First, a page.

TUESDAY, July 26, 2016 – For some brain cancer patients, pinpoint radiation of tumors, known as stereotactic radiosurgery, appears to do less damage to mental abilities than whole brain radiation, a new study finds. Neither technique cures cancer that has spread to the brain, but both temporarily stop tumors from growing and equally extend survival, researchers said. Stereotactic radiosurgery is nonsurgical radiation that precisely targets tumor areas. When just a few lesions exist, this directed type of radiation appears to provide a better quality of life by not altering short-term memory and thinking skills, the study found. "We now have a better understanding of the toxicity of whole brain radiation, and we know that the toxicity of whole brain radiation is worse for patients than the recurrence of their cancer," said lead researcher Dr. Paul Brown, from the department of radiation ... Read more

Related support groups: Brain Tumor, Glioblastoma Multiforme, Malignant Glioma, History - Radiation Therapy, Angioblastoma

Cancer Patients, Doctors Often Disagree About Prognosis

Posted 15 Jul 2016 by Drugs.com

FRIDAY, July 15, 2016 – Cancer patients and their doctors often hold different opinions about the patient's chances for survival and how long he or she might live, according to a new study. And, in many cases, patients are unaware there's any misunderstanding. "First, some patients might know the doctor's prognosis estimate but the patient chooses to disagree, often because they believe other sources. And second, some patients think that their doctor agrees with their opinion about prognosis but, in fact, the doctor doesn't," said study co-author Dr. Ronald Epstein. He is a professor of family medicine, psychiatry and oncology at the University of Rochester Medical Center in New York. For the study, researchers asked 236 patients with advanced cancer about their prognosis. The 38 doctors who treated them independently said they would "not have been surprised" if their patients died ... Read more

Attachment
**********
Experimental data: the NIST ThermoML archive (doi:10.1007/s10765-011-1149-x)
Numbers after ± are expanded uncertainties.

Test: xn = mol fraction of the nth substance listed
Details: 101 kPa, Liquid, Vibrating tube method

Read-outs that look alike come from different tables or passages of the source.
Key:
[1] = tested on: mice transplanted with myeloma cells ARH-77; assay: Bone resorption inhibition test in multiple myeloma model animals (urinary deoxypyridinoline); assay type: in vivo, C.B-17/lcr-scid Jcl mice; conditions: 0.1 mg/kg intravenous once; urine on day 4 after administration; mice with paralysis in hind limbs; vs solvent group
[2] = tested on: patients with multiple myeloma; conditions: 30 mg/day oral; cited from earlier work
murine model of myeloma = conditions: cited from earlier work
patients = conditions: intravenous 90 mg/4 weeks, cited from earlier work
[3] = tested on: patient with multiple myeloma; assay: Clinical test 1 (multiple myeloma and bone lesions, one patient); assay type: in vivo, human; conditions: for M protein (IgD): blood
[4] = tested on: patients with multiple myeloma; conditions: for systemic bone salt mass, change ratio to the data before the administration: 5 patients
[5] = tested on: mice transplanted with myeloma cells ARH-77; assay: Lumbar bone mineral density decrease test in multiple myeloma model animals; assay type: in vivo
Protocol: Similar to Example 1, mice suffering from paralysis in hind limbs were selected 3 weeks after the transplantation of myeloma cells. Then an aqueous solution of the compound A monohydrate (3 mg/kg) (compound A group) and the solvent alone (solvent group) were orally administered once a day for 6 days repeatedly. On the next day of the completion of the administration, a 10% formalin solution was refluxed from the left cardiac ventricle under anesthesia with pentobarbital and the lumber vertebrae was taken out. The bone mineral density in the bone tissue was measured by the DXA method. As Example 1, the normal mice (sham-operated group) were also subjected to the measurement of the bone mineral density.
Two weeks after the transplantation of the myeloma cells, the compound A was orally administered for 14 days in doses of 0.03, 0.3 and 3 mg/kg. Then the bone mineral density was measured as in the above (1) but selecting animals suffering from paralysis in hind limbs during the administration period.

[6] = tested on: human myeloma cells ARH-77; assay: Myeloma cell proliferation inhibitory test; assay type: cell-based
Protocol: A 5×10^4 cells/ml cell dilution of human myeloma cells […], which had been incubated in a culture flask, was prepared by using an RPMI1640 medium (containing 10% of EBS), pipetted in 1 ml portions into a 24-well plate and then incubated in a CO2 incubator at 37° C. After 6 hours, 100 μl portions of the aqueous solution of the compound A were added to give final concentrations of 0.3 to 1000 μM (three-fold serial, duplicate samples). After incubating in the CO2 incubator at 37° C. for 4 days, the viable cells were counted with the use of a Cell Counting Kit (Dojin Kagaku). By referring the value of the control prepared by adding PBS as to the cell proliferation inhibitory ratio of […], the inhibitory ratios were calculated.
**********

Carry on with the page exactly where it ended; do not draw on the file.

Related support groups: Cancer, Breast Cancer, Prostate Cancer, Lung Cancer, Colorectal Cancer, Brain Tumor, Melanoma, Ovarian Cancer, Cervical Cancer, Melanoma - Metastatic, Stomach Cancer, Head and Neck Cancer, Testicular Cancer, Solid Tumors

Brain Tumors More Common in Better Educated, Wealthier Folks: Study

Posted 21 Jun 2016 by Drugs.com

MONDAY, June 20, 2016 – People who have a college education, a professional career or a big paycheck may be more likely to be diagnosed with a brain tumor than people who are less well-off or not as educated, a new study reports. Medical data for more than 4.3 million residents of Sweden revealed that people with higher education or better jobs were more likely to be found with one of three types of brain tumor – glioma, meningioma or acoustic neuroma. However, this doesn't necessarily mean that achievement in life increases the risk of brain tumors, said lead researcher Amal Khanolkar, a research associate with University College London's Institute of Child Health. People with money or a better education might be better able to notice something's wrong with their health. "People with higher education are perhaps more likely to detect symptoms and seek medical care earlier on," ... Read more

Related support groups: Cancer, Brain Tumor, Glioblastoma Multiforme